The case study of the Long Beach Unified School District was the study of the first large, urban school in the United States to implement a uniform policy. In 1994, mandatory school uniforms were implemented for the districts elementary and middle schools as a strategy to address the students' behaviour issues. The district simultaneously implemented a longitudinal study to research the effects of the uniforms on student behavior. The study attributed favourable student behavioral changes and a significant drop in school discipline issues to the mandatory uniform policy. This case study attributed the following noticeable outcomes to the use of uniforms throughout the district:
Other research found that uniforms were not an effective deterrent to decrease truancy, did not decrease behavior problems, decrease substance use, and in fact may be associated with poorer student achievement relative to students not required to wear school uniforms.
A study suggested that "instead of directly affecting specific outcomes, uniforms act as a catalyst for change and provide a highly visible opportunity for additional programs" within schools. In fact, Brunsma et al., 1998 considered that this was the case with the Long Beach Unified School District case study as several additional reform efforts were implemented simultaneously with the mandatory uniform policy.
Brunsma stated that despite the inconclusiveness of the effects of uniforms, they became more common because "this is an issue of children's rights, of social control, and one related to increasing racial, class and gender inequalities in our schools."
As uniforms have become more normalised, there have also been an increasing number of lawsuits brought against school districts. According to David Brunsma, one in four public elementary schools and one in eight public middle and high schools in the United States have policies dictating what a student wears to school. The school code within states' constitutions typically asserts that it allows the board of school directors to make reasonable rules and regulations as they see fit in managing the school's affairs. As of 2008, there are currently 23 states that allow school districts to mandate school uniforms. The constitutional objections usually brought upon school districts tend to fall into one of the following two categories: (1) a violation of the students' First Amendment right to free expression (2) a violation of parents' right to raise their children without government interference. Although up until this point, The Supreme Court has not ruled on a case involving school uniforms directly, in the 1968 decision Tinker v. Des Moines Independent Community School District, the Court ruled that upon entering school, students do not shed their constitutional rights to freedom of speech.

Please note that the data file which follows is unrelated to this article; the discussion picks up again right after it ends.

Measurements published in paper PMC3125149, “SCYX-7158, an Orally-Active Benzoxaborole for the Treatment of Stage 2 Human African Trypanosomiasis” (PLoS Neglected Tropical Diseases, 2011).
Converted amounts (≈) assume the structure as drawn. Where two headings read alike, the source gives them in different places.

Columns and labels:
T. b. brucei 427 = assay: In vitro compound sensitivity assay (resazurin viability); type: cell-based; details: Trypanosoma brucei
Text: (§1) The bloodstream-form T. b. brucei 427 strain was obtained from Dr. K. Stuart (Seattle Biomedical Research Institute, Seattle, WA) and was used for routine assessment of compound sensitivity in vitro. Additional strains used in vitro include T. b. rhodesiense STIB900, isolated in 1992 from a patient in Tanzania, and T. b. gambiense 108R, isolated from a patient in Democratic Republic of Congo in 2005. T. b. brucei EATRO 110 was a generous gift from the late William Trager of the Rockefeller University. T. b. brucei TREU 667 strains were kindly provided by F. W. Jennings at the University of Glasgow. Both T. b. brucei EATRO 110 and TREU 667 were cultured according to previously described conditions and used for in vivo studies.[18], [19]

Internationally, there are differing views of school uniforms. In the Australian state of Queensland, Ombudsman Fred Albietz ruled in 1998 that state schools may not require uniforms. In the Philippines, the Department of Education abolished the requirement of school uniforms in public schools. In England and Wales, technically a state school may not permanently exclude students for "breaching school uniform policy", under a policy promulgated by the Department for Children, Schools and Families but students not wearing the correct uniform are asked to go home and change. In Scotland, some local councils (that have responsibility for delivering state education) do not insist on students wearing a uniform as a precondition to attending and taking part in curricular activities. Turkey abolished mandatory uniforms in 2010.